In brief: Steam listings that play fast and loose with their pricing, such as increasing it before a sale then dropping it, or claiming something is the lowest price ever when it's not, will no longer get away with these shenanigans in the EU, thanks to legislation forcing publishers to show a game's price history over the last 30 days.

The move is the result of the EU's Omnibus Directive, also known as the Enforcement and Modernisation Directive, which is designed to strengthen consumer protection.

To comply with the directive, which was rolled out last year, Steam is showing customers in the European Union the lowest price a game has been across the past 30 days. SteamBD posted a screenshot of the feature, which shows the title's price normally, a 30-day low, and what it is now.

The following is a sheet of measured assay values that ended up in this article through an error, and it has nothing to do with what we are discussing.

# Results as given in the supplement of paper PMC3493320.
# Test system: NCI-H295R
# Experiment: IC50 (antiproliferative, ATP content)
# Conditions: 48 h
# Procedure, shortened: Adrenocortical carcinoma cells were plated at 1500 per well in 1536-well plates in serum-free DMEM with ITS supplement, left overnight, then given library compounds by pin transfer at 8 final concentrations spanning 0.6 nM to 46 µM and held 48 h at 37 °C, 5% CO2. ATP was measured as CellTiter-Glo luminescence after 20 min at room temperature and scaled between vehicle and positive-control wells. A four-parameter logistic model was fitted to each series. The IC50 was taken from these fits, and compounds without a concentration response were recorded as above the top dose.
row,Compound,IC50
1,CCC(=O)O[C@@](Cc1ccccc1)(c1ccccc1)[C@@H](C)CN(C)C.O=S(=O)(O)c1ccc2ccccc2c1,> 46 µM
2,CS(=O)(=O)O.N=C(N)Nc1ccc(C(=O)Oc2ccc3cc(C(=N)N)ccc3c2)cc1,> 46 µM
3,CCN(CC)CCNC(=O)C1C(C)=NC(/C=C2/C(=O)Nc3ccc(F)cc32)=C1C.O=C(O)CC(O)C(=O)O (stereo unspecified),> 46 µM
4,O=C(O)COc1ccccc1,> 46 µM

Not every country in the EU is complying with the directive yet, but all members are planning to at some point.

There's no word on whether the new feature will ever expand outside of the EU and come to the US, but SteamDB's browser extension already shows the all-time low prices for all games on the platform, along with plenty of other stats.

Back in February last year, Valve unveiled its own set of rules to prevent publishers from exploiting Steam's money-off sales through fake discounts. These changes included no discounts allowed within 28 days of prior discounts (with the exception of seasonal sales events), and no discounts (including during Steam sales) within 28 days of a price rise.

Another important change from last year stated that products could not be discounted by more than 90% or less than 10%---the previous rule only prohibited games from being discounted by 100%. It means that companies are unable to reduce a game by a ridiculously low number, such as 1% or 2%, thereby assuring they appear in a sales list.

In other Steam news this week, the platform's latest survey results were released. May saw the RTX 3060 continue its climb to the top of the GPU chart while Windows 11 kept chipping away at Windows 10's lead.